Major Equipment

Zeiss Axio Zoom V16

Zeiss Axio Zoom.V16 motorized fluorescence stereo zoom microscope

The Zeiss Axio Zoom.V16 is a sensitive and robust imaging platform optimized for observing fluorescent molecules in model organisms in vivo.  For high resolution imaging applications, the V16 combines a 16x optical zoom with high numerical aperture (NA) of 0.25. In the KU MPC, this system includes a Hamamatsu Orca Flash 4.0 CMOS camera for image and video acquisition. In addition, this system is outfitted with a broad spectrum of excitation and emission filters that allow detection of virtually any fluorophore. The Zen software and automated functions allow the V16 to capture images over time or acquire time-lapse movies.  These features make the V16 an ideal system for imaging of fluorescent probes and proteins in C. elegans and zebrafish.

Sutter Instruments Lambda DG-4 Plus Ultra High Speed Wavelength Switcher

The Lambda DG-4 light source, designed to interface with high resolution imaging platforms, offers users the ability to rapidly toggle between excitation wavelengths. The DG4 retains all the advantages of interference filter based systems, yet eliminates the temporal constraints imposed by traditional filter changing devices such as filter wheels.  Operating in tandem with the Axio Zoom.V16 microscope, wavelength switching can be achieved in less than 1.2 milliseconds, allowing users to perform real-time ratiometric video imaging experiments and observe multiple fluorescent probes essentially simultaneously.

Pentair Aquatic Habitats ZF0601 zebrafish habitat system

The Z-Hab ZF0601 is a self contained zebrafish ecosystem.  It features precise temperature control, ultraviolet water sterilization, and timed system water exchange to maintain high water quality.  The zebrafish habitat of the KU MPC is capable of housing 3000 adult fish, and many more embryos and larvae, and it's open layout allows easy access to tanks for feeding and cleaning.  Specialized breeding tanks allow maximum embryo production and facilitate embryo collection.  By housing a combination of 1 and 3 liter tanks, multiple independent strains of fish can be maintained in parallel without risk of cross-contamination. To prevent system failure due to evaporation or leakage, the ZF0601 includes a low water sensor designed to shut down the circulation pumps if water flow is restricted. Staff of the MPC are approved by the KU IACUC to conduct a wide range of assays in embryonic, juvenile, and adult zebrafish.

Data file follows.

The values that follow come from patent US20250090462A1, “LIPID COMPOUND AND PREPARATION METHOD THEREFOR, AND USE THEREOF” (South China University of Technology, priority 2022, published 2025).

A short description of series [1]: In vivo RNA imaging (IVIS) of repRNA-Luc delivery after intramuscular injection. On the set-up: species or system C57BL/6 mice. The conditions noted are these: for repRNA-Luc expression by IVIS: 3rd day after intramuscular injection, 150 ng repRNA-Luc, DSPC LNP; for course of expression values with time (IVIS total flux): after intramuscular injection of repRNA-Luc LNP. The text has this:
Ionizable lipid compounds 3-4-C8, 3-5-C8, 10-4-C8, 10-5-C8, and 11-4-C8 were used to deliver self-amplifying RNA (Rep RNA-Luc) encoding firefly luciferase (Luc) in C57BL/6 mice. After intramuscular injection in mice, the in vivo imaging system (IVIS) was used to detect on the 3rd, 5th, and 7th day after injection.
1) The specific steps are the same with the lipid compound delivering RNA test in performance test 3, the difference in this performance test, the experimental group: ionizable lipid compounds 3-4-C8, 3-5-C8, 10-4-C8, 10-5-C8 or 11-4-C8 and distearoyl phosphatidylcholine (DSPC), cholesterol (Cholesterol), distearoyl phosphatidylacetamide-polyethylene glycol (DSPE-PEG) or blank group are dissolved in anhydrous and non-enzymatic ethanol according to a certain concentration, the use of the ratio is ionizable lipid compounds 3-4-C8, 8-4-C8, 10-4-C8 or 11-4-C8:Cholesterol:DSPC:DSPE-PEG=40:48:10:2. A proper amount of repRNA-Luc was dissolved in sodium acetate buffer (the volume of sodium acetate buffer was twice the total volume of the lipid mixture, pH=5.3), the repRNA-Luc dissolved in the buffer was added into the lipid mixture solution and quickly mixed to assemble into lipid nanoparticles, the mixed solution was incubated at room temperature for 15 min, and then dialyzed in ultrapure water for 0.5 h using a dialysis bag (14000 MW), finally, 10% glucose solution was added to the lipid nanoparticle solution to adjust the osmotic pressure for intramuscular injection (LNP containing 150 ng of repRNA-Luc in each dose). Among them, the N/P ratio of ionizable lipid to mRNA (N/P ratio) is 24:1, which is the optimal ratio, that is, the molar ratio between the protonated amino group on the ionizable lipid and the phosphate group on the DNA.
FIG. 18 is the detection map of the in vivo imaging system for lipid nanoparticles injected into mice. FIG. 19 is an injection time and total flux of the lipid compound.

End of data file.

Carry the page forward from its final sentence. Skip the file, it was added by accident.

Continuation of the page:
Other KU-MPC core equipment includes:  A liquid nitrogen cryopreservation chamber for storing C. elegans strains and cultured cell lines, a ultra-low temperature freezer for cold storage of chemical and biological stocks, a laminar flow cell culture hood and CO2-equipped cell culture incubator, and an advanced microinjection system for delivering femtoliter doses of cultured cells, DNA, or fluorescent molecules into model organisms. The KU-MPC also has access to a nearby Leica SPE confocal laser scanning microscope and Accuri C6 flow cytometer, can work with the adjacent KU High Throughput Screening Laboratory for access to over 100,000 small molecules and detection platforms for screening, and partners with the Peterson laboratory at KU Med. Chem. to offer contract chemical synthesis of a wide variety of molecular probes and other small molecules.

 


CMADP Events
Special seminar by Dr. Kevin W. Plaxco
Professor of Chemistry & Biochemistry
UC Santa Barbara

Wednesday, April 19, 2017 at 4:00pm
School of Pharmacy, Room 3020

"Counting molecules, dodging blood cells: real-time molecular measurements directly in the living body"
The development of technology capable of continuously tracking the levels of drugs, metabolites, and biomarkers in situ in the body would revolutionize our understanding of health and our ability to detect and treat disease. It would, for example, provide clinicians with a real-time window into organ function and would enable therapies guided by patient-specific, real-time pharmacokinetics, opening a new dimension in personalized medicine. In response my group has pioneered the development of a “biology-inspired” electrochemical approach to monitoring specific molecules that supports real-time measurements of arbitrary molecular targets (irrespective of their chemical reactivity) directly in awake, fully ambulatory subjects.